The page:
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Tracking English and French Horn

Discussion in 'Recording' started by noteFarm, Sep 10, 2003.

  1. noteFarm

    noteFarm Member

    Hi there.
    I am tracking these two instruments, and am hopeing for some sugestions, as to mic choice and placement. Should I place them on a wooden floor?
    They wont be tracked at the same time.
    THanks in advance
  2. Ethan Winer

    Ethan Winer Active Member


    > Should I place them on a wooden floor? <

    Yes, absolutely. And don't put the mikes too close. If the room is small you won't be able to pull the mikes back too far before the sound becomes hollow. But in a larger room or a room that's sufficiently treated, having the mikes several feet back will give a very realistic sound.

  3. noteFarm

    noteFarm Member

    Thanks Ethan,
    Once again RO and it's wealth of wounderfull moderators saves the day.
    Thanks again
  4. wwittman

    wwittman Active Member

    You DO realise these two instruments have almost nothing in common?

    i love the story of the name for the English horn.
    It was originally called the Angled Horn (for the decription of the reed holder, which angles back).. the French somehow misread angled as Anglais and so it became the Cor (horn) Anglais which translates BACK as English Horn.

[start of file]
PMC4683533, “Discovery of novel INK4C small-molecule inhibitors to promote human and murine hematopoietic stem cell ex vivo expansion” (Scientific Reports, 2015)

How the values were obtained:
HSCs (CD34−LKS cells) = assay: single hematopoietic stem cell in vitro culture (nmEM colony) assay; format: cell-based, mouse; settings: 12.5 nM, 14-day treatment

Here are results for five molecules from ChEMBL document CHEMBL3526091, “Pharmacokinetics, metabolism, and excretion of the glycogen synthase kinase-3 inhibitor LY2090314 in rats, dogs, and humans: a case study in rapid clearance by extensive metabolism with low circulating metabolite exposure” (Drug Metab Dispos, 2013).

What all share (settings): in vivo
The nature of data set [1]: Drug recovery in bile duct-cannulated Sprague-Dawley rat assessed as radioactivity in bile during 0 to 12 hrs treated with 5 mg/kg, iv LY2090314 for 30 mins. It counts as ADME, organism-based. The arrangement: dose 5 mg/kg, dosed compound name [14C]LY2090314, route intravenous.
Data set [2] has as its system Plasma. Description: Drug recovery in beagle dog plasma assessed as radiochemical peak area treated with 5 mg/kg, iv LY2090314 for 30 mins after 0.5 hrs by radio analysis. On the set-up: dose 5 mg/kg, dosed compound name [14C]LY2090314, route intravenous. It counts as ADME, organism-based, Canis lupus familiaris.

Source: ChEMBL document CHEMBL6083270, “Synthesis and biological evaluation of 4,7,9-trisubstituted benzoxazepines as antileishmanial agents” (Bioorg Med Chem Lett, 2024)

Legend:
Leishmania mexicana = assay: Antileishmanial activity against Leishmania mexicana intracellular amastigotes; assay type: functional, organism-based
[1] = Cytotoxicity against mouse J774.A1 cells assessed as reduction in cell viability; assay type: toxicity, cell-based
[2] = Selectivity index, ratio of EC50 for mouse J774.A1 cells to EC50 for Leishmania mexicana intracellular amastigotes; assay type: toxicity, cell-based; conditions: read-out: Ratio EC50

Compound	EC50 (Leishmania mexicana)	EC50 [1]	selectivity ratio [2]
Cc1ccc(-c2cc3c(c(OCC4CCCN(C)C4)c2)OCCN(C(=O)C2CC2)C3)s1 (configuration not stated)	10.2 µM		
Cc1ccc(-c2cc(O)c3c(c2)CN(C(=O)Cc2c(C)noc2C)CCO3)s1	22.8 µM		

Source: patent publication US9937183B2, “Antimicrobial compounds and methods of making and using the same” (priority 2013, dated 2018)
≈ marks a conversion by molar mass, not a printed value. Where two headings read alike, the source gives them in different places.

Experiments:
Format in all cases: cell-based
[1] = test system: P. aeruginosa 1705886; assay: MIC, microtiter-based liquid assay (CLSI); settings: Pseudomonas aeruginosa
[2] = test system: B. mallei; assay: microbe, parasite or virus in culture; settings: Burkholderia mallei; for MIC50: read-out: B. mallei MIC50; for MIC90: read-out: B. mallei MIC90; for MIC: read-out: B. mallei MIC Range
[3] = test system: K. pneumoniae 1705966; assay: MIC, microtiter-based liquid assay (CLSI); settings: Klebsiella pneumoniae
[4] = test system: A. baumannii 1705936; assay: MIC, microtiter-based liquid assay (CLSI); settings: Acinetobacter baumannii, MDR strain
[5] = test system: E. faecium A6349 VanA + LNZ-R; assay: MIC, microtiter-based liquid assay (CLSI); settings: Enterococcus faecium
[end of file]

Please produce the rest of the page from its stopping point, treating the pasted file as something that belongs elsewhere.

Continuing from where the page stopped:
a brilliant case of double miscommunication.
    but anyway the English Horn is a woodwind.. you mic it like you would a clarinet or oboe.
    about mid-body and pointing down at it with the mic parallel to the body from about a foot away works well.

    French Horns on the other hand are brass and take a different approach.
    You CAN mic them from behind (facing their bells) but that tends to yield a sound more Trombone-like than what one expects from them.
    a better approach is to have them sit with their backs to a wooden wall (about 6 feet behind them) and position a mic in FRONT of them just where a listener might stand... so it picks up both the direct sound and the bounce off the wall.
    a compromise is to put the mic mid-way between them and the back wall (figure of eight works well here) and try to get a bit of both the reflected sound and the out of the bell sound.
    but unless there are other noisy neighbours, i would suggest that mic'ing them from in front is a better approach to get the true nature of the things... they are not MEANT to be heard at the bell... that's why they sit in a orchestra with the bells pointing away from the audience.

    [ September 13, 2003, 10:35 PM: Message edited by: wwittman ]
  5. noteFarm

    noteFarm Member

    Thank you for your kind reply, and yes I did know they have very little in common. But having never tracked them beffore I thought I would seek some advice first.
    Thanks for taking the time out to reply, and the help on mic placement., it will help for sure.
    Thanks again
  6. Ethan Winer

    Ethan Winer Active Member


    > You DO realise these two instruments have almost nothing in common? <

    Good point. :tu:

    I write music for full orchestra, and play the cello in several orchestras, so I'm well aware.


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